Lack of data makes it difficult to solve workforce problems: report

Data collection has not kept pace with the changing pace of the direct care workforce, complicating the efforts of policymakers and employers to address the challenges workers face, according to a new report from the Center for Advancing Racial Equity and Job Quality in Long-Term Care.

Steps toward improving the situation, according to the report, are creating a standard federal data set of direct care workforce data, coordinating a national data collection effort, designation of federal funds for data collection and mandated engagement of workers from a variety of sources.

“There is no accurate, robust and accessible data on the national and regional workforce disaggregated (i.e. data on the quality of the workforce and jobs disaggregated by demographics workers), leaving policy makers, government officials and employers in the dark as they attempt to address the challenges facing direct care. workers and improve the quality of care for consumers,” wrote report author Breanna Betts.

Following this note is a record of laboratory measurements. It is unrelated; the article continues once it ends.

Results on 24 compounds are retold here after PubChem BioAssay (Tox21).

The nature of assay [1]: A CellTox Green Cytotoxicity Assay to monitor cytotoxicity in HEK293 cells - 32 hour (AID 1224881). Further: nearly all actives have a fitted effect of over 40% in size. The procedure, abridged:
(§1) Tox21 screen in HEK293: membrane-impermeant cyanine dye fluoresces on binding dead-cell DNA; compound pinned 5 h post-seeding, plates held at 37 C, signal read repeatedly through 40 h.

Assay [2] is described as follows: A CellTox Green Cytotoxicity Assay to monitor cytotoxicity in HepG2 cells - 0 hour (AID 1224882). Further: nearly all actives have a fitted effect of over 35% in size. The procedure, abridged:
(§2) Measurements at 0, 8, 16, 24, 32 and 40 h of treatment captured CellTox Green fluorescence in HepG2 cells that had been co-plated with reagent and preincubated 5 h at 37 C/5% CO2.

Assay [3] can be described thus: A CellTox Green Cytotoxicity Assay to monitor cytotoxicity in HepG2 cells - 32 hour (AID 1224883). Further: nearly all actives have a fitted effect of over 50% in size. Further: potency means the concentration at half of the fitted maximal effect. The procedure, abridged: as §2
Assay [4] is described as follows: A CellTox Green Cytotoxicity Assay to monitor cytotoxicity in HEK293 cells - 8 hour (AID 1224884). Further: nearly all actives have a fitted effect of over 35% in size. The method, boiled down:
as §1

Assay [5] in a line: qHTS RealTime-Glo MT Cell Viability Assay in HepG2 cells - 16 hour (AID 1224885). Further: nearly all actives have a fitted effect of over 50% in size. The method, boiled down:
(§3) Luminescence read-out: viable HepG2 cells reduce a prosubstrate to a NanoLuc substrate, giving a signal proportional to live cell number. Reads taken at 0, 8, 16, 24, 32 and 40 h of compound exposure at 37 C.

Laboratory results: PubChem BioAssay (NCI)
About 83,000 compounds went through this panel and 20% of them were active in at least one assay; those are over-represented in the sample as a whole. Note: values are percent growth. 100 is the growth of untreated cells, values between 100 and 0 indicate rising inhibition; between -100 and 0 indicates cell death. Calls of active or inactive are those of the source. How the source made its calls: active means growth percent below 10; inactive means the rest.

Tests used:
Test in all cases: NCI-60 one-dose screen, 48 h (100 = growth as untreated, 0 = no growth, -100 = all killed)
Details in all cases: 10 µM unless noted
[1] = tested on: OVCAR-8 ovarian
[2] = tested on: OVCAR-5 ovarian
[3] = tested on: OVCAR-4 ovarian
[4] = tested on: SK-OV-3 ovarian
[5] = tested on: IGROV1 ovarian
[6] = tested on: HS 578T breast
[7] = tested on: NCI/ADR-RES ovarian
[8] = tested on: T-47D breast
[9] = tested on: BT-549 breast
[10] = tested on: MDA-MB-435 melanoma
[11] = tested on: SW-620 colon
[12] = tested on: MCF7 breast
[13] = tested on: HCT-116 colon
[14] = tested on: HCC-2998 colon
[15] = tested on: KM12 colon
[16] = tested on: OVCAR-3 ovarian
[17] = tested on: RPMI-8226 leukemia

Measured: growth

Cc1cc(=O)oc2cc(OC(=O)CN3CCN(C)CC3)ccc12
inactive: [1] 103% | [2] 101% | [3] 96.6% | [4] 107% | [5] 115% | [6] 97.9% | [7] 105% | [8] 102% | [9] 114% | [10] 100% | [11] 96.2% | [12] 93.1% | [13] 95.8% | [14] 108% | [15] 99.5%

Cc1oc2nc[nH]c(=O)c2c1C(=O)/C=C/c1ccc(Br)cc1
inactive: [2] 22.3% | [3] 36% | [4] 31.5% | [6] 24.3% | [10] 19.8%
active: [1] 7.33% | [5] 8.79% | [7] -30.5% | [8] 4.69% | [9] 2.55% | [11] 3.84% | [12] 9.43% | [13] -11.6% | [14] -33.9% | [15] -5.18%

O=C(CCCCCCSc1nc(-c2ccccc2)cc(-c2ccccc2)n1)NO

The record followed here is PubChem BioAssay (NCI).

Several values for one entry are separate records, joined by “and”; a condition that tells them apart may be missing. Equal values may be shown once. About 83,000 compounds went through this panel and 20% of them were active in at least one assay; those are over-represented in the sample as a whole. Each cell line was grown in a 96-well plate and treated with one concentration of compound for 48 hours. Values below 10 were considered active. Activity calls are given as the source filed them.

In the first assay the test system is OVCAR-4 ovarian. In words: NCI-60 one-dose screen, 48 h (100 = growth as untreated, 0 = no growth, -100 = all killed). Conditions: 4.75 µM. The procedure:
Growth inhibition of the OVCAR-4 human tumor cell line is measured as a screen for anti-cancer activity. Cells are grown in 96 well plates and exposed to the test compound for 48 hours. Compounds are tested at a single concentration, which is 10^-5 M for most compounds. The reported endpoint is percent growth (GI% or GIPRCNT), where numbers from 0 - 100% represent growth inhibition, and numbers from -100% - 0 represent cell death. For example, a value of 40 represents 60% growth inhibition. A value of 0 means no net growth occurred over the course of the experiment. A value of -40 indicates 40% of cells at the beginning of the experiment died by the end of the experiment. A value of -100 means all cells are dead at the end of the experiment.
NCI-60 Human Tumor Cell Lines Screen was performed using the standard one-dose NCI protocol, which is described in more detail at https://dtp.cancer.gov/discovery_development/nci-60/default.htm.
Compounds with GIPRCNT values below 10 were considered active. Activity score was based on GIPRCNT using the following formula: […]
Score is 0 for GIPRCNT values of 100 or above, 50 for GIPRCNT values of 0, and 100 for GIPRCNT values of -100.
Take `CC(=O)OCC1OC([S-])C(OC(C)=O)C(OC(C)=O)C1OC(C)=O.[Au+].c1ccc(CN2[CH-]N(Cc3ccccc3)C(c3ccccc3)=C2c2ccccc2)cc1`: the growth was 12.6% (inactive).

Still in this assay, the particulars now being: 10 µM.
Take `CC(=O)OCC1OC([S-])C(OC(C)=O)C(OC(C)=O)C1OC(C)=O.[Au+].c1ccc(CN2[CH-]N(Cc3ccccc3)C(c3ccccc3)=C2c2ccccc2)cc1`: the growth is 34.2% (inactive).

Low-quality direct care jobs are largely funded by public money, the author noted. Therefore, she said, it is incumbent upon agencies such as the Centers for Medicare & Medicaid Services “to create a system that works with workers and communities to ensure that the necessary workforce information caregivers are centralized and disaggregated for the first time.”

According to the report, fair labor data is important in addressing the racism, sexism, ableism, ageism, xenophobia, colonialism and heteronormativity found in the workplace. employment in long-term care.

“By redesigning data systems with fairness in mind, the United States could ensure for the first time that all workers and their experiences are considered to make equitable policy interventions based on the reality of workers’ lives. and tangibly improve working conditions,” Betts wrote.

National standards and national databases are needed to avoid “a patchy picture of the direct care workforce in the United States that seriously undermines efforts to identify policies that would reduce the ‘labour shortage’.” ‘work’ – which is not just a labor shortage, but a shortage of quality direct care jobs that can recruit and retain caregivers,” according to the report.

Michael A. Bynum